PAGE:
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The holocaust and the museum world in Britain: a study of ethnography

The holocaust and the museum world in Britain: a study of ethnography
The holocaust and the museum world in Britain: a study of ethnography

The Imperial War Museum’s (IWM) permanent Holocaust exhibition opened in June 2000 to general acclaim in the media. Subsequently the exhibition, like the United States Holocaust Memorial Museum in Washington, DC, has proved immensely successful in generating visitors (over a quarter of a million in its first twelve months) and it appears to have elicited positive instant responses from them. In contrast to its American counterpart, however, there has been little questioning of the scope of the IWM exhibition or at a more basic level, whether it was appropriate in the first place. This contribution is an attempt to open up dialogue about the nature of the IWM Holocaust exhibition including the validity or otherwise of some of its items of display. It desires to situate the exhibition in wider debates than those focusing more narrowly on Holocaust commemoration. First, it places the exhibition in the context of collective memory and identity in Britain, especially in relation to the outside world and more specifically, Germanness and Jewishness. Second, it examines how other forms of atrocities and racism have been represented in order to provide a comparative framework.

354-373
Routledge
Kushner, Tony
958c42e3-4290-4cc4-9d7e-85c1cdff143b
Watson, Sheila
Barnes, Amy Jane
Bunning, Katy
Kushner, Tony
958c42e3-4290-4cc4-9d7e-85c1cdff143b
Watson, Sheila
Barnes, Amy Jane
Bunning, Katy

Kushner, Tony (2018) The holocaust and the museum world in Britain: a study of ethnography. In, Watson, Sheila, Barnes, Amy Jane and Bunning, Katy (eds.) A Museum Studies Approach to Heritage. 1st ed. Routledge, pp. 354-373.

Record type: Book Section

Abstract

The Imperial War Museum’s (IWM) permanent Holocaust exhibition opened in June 2000 to general acclaim in the media. Subsequently the exhibition, like the United States Holocaust Memorial Museum in Washington, DC, has proved immensely successful in generating visitors (over a quarter of a million in its first twelve months) and it appears to have elicited positive instant responses from them. In contrast to its American counterpart, however, there has been little questioning of the scope of the IWM exhibition or at a more basic level, whether it was appropriate in the first place. This contribution is an attempt to open up dialogue about the nature of the IWM Holocaust exhibition including the validity or otherwise of some of its items of display. It desires to situate the exhibition in wider debates than those focusing more narrowly on Holocaust commemoration. First, it places the exhibition in the context of collective memory and identity in Britain, especially in relation to the outside world and more specifically, Germanness and Jewishness. Second, it examines how other forms of atrocities and racism have been represented in order to provide a comparative framework.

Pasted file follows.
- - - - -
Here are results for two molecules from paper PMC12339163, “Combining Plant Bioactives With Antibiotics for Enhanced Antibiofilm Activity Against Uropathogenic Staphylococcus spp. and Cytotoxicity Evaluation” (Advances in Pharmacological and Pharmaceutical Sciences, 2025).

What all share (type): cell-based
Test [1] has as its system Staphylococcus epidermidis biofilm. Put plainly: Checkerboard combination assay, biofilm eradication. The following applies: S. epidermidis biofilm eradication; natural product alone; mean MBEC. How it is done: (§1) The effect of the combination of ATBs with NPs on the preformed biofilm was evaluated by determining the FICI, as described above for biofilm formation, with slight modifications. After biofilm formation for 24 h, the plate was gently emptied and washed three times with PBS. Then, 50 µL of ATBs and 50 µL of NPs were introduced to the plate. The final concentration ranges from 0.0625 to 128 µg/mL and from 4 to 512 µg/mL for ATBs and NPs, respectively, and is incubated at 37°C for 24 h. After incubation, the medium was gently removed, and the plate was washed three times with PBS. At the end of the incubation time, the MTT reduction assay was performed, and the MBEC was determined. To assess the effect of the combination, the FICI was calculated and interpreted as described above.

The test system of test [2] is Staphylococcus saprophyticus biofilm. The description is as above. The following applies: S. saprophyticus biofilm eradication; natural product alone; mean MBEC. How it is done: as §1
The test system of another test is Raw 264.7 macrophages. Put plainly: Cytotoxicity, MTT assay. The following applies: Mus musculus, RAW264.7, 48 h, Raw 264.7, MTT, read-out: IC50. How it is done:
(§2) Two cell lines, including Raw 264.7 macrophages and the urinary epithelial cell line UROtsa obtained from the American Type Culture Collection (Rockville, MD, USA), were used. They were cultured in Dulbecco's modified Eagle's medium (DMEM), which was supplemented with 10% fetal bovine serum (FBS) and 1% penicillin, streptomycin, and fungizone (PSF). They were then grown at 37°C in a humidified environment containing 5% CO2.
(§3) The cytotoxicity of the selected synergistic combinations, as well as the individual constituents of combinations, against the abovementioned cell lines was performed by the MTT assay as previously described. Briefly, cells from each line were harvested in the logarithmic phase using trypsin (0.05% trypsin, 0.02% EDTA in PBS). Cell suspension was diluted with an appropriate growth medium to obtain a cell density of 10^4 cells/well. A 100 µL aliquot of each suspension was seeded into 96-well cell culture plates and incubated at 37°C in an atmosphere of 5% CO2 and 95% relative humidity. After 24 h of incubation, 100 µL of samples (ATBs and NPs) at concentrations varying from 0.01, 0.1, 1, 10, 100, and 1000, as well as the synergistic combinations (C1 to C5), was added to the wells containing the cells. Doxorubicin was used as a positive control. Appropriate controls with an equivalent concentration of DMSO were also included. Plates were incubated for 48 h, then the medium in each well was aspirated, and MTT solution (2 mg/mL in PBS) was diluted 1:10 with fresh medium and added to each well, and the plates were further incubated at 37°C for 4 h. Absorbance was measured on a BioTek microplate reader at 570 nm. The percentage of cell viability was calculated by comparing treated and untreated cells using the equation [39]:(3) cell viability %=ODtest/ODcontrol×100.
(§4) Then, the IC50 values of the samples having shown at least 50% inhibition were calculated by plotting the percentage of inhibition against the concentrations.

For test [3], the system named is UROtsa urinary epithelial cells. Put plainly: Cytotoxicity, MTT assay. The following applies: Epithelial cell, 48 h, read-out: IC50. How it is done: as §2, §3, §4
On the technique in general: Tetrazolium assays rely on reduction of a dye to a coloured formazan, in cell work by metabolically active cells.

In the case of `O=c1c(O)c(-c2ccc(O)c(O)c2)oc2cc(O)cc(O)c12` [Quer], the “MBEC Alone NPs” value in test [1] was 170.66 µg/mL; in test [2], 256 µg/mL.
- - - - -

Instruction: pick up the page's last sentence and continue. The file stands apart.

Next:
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Published date: 2 October 2018

Identifiers

Local EPrints ID: 427298
URI: https://eprints.soton.ac.uk/id/eprint/427298
PURE UUID: ef69e634-7d94-4a05-828c-44b4f93dd1d6

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Date deposited: 11 Jan 2019 17:30
Last modified: 11 Jan 2019 17:30

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Contributors

Author: Tony Kushner
Editor: Sheila Watson
Editor: Amy Jane Barnes
Editor: Katy Bunning

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